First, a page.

It could puzzles and games to fight dementia?

Jul 18, 2014 | | Say something

Could puzzles and games fight off dementia?

Individuals who complete crossword puzzles and playing card games do not achieve the same risk of developing dementia lowered.

Research published in the conference International Association of Alzheimer (CIAC) in Copenhagen earlier this week (July 14) suggests that people involved in this type of brain-related activities have a greater volume brain and do better on cognitive tests.

The scientists studied 329 individuals who were considered as having a higher than normal risk of developing the degenerative disease. The lion’s share (74 percent) had a relative who had experienced the disease, while 40 percent tested positive for APOE4 gene, which is seen as a hallmark.

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Participants performed a series of brain-related activities were measured using the cognitive activity scale (CAS). They also had brain MRI and completed many neurocognitive tests.

were asked how often they read books and went to museums, while the frequency with which they played card games, puzzles or other similar puzzle completed.

could tell those who said they had played these games more often had a greater brain volume and also had better test results when it came to memory and function.

Lead researcher Stephanie Schultz from the Center for Disease Research Wisconsin Alzheimer’s Institute and the Wisconsin Alzheimer’s, said: “Our findings suggest that, for some people, participation in cognitively stimulating activities, especially games involving such as puzzles and cards, could be a useful tool for the conservation of brain structures and cognitive functions that are vulnerable to Alzheimer’s disease approach. “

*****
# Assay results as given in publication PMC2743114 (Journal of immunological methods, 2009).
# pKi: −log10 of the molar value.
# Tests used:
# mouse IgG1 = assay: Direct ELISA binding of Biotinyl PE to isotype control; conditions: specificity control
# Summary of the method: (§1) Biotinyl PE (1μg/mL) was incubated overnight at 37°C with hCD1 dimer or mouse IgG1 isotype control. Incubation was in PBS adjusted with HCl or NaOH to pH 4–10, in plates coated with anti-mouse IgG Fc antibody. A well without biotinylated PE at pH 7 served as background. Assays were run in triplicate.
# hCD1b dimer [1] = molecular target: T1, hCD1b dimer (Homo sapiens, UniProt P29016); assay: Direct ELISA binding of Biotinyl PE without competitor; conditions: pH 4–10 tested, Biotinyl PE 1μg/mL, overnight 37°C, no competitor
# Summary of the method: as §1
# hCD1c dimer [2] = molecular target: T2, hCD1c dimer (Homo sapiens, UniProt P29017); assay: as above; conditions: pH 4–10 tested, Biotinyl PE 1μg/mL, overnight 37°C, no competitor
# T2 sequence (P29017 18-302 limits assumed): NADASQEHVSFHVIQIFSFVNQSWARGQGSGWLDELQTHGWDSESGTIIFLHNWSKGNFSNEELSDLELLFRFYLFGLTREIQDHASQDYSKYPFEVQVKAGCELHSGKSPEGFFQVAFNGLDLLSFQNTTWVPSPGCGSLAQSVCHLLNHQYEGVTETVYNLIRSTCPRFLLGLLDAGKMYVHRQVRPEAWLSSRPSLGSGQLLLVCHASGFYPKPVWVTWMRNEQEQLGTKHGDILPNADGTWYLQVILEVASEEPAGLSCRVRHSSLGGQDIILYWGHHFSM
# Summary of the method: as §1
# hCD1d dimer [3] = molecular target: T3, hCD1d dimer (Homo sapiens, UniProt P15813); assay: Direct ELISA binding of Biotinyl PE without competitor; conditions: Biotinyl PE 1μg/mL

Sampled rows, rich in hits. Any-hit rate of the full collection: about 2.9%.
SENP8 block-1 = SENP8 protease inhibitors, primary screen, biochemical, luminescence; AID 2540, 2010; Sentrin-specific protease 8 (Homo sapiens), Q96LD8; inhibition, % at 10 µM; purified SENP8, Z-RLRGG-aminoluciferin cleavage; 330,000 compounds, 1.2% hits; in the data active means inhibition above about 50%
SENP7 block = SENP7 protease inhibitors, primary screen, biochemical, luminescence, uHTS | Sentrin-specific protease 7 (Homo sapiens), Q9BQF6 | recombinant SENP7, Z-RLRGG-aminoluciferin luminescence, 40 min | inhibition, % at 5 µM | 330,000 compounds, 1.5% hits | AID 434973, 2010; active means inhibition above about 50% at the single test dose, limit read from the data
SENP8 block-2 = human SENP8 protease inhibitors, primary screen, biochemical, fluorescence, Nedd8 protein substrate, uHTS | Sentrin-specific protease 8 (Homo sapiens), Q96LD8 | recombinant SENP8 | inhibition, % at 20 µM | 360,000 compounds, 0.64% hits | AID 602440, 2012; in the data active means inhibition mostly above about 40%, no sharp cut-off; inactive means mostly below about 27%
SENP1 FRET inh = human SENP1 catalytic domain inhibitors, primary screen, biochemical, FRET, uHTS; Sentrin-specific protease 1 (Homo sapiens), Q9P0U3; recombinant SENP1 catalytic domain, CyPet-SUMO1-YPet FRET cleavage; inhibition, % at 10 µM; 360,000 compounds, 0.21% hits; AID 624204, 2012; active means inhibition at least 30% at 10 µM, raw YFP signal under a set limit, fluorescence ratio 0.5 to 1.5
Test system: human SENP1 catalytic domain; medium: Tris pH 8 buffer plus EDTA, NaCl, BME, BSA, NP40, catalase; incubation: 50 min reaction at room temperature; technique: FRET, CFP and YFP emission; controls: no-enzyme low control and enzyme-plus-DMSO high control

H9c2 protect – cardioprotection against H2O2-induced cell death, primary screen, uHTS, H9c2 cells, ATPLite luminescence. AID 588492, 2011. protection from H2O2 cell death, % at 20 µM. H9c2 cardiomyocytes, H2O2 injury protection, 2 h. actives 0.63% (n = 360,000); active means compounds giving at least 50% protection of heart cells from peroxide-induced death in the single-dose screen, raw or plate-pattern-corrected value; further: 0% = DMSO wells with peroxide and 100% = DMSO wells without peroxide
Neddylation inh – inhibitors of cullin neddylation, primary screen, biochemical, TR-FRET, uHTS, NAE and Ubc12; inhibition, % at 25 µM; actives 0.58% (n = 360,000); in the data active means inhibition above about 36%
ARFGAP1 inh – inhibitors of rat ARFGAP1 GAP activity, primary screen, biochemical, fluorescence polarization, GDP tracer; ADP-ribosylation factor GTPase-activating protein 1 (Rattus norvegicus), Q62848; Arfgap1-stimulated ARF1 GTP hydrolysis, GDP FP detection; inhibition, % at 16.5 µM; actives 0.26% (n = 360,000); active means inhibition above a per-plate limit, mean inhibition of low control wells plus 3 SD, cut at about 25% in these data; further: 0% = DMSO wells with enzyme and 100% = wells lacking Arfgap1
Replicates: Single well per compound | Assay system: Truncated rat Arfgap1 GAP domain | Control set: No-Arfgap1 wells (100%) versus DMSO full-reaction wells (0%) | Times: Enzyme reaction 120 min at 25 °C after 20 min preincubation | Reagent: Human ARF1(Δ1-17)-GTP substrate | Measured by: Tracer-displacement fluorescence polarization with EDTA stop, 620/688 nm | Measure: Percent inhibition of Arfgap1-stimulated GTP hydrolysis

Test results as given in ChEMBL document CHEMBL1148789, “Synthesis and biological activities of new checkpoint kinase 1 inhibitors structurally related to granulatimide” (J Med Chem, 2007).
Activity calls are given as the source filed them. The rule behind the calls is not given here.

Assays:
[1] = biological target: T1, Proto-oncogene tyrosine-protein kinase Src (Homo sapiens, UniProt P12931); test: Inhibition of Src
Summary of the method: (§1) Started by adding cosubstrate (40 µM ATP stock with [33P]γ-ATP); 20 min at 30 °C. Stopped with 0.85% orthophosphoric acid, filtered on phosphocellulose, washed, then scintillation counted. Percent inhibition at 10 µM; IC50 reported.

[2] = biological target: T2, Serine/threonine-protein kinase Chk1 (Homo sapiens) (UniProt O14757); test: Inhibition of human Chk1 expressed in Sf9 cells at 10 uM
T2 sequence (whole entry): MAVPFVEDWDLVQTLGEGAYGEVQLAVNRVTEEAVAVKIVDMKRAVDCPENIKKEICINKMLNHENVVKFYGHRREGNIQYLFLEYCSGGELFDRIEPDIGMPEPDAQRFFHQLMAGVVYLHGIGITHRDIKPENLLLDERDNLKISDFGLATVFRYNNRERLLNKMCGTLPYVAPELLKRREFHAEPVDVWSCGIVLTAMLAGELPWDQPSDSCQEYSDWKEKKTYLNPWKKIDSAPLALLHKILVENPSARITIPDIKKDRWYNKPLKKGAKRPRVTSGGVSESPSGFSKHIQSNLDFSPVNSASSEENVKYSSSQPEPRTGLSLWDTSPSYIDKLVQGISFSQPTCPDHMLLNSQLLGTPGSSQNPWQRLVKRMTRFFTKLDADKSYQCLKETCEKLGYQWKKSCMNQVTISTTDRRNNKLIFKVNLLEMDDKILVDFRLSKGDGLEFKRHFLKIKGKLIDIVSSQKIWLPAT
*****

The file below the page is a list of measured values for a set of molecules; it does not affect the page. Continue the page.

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Ms. Schultz called for studies more detailed to be undertaken in an attempt to consolidate their understanding of how an “active, healthy lifestyle” could prevent the development of degenerative disease.

The research also presented at the CIAC at the University of California, San Francisco suggested that older people who have difficulty sleeping were more likely to develop this form of cognitive impairment.

Individuals who were diagnosed with non-specific sleep disorders, apnea or insomnia had a greater chance of 30 percent of the disease compared to those without.

This article was originally published on barchester, Read the original article here

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